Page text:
Warner Bros. | 2009 | 108 mins. | NR
While I’ve always felt director/producer and screenwriter Todd Phillips was a talented guy—his documentaries Frat House and Bittersweet Motel are both high quality stuff—I never completely warmed to the fraternity style comedy that made up his two feature films, Road Trip and Old School. While both films provide a few laughs, it was in a seriously low-brow, brute force kind of way. While 2009’s The Hangover offers a few more laughs, I’m still not overly impressed. Granted, I understand I’m probably not the target audience for a film about four guys who go to Vegas for a bachelor party, get wasted, and wake up in the middle in the desert with no recollection of how they got there or what they did the night before.
Doug Billings (Justin Bartha) is getting married in two days, and his best friends Phil Wenneck (Bradley Cooper) and dentist Dr. Stu Price (Ed Helms) are taking him to Vegas for his bachelor party. Much to their dismay, the groom’s future brother-in law Alan (Zach Galifianakis), is coming along as well. Doug is a fairly clean cut guy who doesn’t particularly want a bachelor party. Phil is a good looking, cool dude, a school teacher who uses his student’s field trip money to gamble. Phil is an ultraconservative, and involved with a woman who rarely lets him out of her site. In order to go to the bachelor party, he had to come up with an elaborate lie regarding his whereabouts. Alan is a truly scary guy; a pervert who has been court ordered to stay away from children. Stupidly, the bride’s father, Sid (Jeffrey Tambor), loans these guys his prized, vintage Mercedes convertible to drive to Vegas. It should be obvious to anyone that this isn’t going to be a quiet trip for dinner and a show.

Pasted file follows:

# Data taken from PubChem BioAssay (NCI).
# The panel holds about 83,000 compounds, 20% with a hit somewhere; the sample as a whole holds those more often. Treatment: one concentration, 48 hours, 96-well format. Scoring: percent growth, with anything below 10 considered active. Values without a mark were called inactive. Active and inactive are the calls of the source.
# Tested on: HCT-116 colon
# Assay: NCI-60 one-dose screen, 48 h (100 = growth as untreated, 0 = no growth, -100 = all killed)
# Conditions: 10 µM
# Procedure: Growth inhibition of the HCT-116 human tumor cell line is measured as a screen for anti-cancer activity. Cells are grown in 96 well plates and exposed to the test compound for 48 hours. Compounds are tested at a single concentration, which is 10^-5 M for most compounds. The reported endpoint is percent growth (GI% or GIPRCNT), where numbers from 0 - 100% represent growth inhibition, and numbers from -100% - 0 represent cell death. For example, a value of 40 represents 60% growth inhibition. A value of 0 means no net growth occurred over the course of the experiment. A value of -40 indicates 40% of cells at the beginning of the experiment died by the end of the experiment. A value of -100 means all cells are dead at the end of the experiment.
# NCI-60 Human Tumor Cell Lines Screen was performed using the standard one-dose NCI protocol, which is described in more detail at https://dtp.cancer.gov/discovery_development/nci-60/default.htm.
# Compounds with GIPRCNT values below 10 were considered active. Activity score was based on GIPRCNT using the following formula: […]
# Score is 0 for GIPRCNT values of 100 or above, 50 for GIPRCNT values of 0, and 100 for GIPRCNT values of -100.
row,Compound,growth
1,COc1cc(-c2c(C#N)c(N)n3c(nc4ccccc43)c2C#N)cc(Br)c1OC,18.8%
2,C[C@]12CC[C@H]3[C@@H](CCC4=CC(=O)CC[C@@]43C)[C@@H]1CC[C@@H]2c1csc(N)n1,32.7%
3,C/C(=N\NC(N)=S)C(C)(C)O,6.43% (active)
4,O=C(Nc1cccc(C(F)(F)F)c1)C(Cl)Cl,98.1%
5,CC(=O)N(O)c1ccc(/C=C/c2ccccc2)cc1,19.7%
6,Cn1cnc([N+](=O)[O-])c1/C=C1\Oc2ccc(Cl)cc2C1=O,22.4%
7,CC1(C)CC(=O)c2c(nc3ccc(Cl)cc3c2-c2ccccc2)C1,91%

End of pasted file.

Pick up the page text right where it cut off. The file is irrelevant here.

With their palatial lodgings at Caesar’s Palace secured, the guys head to the roof for a round of shots before checking out the strip. The next morning, Doug is gone and the rest of the partiers awaken to what looks like the remnants of a tornado. Stu has lost a tooth. There’s a newborn baby in the closet. And there’s a real man-eating tiger in the bathroom. With no memory of what happened the night before, Phil, Stu, and Alan begin searching for the groom-to-be. Along the way, they run into an Asian gangster (Ken Jeong), Mike Tyson, a drug dealer (Mike Epps), are forced to explain a stolen police car, and Stu’s quickie stripper bride Jade (Heather Graham)—but still no Doug.
If you enjoy humor derived from men deliberately choosing to do dumb things, the comedy found in The Hangover is for you. To give you a more concrete example: Alan the child molester takes charge of the baby and forces it to make obscene gestures. For me, that was disturbing. Having said that, there’s no doubt that Justin Bartha, Bradley Cooper, Ed Helms, and Zach Galifianakis all have some real comic talent, so hopefully we’ll be seeing a lot more of them in them in the future. The problem here is that the script written by Jon Lucas and Scott Moore, spends too much time pandering to the lowest common denominator.